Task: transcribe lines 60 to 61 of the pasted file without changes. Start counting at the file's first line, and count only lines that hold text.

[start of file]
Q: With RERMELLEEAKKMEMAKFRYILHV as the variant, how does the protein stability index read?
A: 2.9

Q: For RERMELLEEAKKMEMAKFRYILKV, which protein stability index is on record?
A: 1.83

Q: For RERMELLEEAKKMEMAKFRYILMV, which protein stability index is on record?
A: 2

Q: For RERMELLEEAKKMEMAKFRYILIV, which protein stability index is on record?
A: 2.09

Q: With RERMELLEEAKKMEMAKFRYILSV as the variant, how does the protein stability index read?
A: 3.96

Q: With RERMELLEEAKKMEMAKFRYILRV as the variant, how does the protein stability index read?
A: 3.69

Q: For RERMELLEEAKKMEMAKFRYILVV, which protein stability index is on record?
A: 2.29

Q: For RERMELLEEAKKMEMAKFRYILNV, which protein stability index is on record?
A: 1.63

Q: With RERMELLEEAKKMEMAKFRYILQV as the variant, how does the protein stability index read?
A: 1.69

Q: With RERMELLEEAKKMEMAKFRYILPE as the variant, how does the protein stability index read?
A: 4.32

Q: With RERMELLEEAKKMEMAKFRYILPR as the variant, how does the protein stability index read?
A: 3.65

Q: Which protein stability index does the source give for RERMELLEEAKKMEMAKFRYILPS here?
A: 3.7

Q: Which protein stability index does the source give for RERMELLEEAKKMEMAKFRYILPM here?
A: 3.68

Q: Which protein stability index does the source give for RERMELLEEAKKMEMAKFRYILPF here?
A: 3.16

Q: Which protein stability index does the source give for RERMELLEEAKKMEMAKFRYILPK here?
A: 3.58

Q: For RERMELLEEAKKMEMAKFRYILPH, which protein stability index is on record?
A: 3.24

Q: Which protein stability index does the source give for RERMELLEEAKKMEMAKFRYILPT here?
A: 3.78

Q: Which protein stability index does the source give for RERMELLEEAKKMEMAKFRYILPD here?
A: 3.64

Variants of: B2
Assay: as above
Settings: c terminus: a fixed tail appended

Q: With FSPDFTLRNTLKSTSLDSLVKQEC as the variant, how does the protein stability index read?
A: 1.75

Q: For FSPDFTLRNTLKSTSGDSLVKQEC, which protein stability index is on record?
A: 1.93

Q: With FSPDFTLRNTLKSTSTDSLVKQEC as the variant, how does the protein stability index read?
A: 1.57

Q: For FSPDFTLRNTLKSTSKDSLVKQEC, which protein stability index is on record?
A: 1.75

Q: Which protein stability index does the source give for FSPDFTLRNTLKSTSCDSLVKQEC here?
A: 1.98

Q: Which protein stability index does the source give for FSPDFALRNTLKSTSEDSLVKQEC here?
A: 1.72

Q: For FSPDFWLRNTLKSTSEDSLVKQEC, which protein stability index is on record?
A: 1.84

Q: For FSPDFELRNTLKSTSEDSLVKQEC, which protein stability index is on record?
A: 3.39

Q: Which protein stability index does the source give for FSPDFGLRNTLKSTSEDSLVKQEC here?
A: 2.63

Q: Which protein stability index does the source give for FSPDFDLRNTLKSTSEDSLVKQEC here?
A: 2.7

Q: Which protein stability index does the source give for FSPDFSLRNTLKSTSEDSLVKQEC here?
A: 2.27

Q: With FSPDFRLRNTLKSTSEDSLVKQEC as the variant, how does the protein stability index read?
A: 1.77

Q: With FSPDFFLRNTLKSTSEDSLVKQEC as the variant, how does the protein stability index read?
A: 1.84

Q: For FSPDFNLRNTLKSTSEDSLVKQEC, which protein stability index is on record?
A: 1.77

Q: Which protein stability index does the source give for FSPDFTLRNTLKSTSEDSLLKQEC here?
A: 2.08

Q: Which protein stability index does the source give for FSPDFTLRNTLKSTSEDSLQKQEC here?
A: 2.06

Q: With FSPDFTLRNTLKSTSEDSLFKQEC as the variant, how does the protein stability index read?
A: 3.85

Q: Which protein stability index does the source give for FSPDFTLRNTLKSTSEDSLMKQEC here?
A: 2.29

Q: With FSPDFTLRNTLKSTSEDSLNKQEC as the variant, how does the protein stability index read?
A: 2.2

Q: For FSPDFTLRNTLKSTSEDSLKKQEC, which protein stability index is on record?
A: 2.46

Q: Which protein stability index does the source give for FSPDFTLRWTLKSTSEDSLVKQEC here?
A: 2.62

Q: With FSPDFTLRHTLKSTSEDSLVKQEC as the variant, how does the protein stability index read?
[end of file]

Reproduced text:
Q: Which protein stability index does the source give for FSPDFSLRNTLKSTSEDSLVKQEC here?
A: 2.27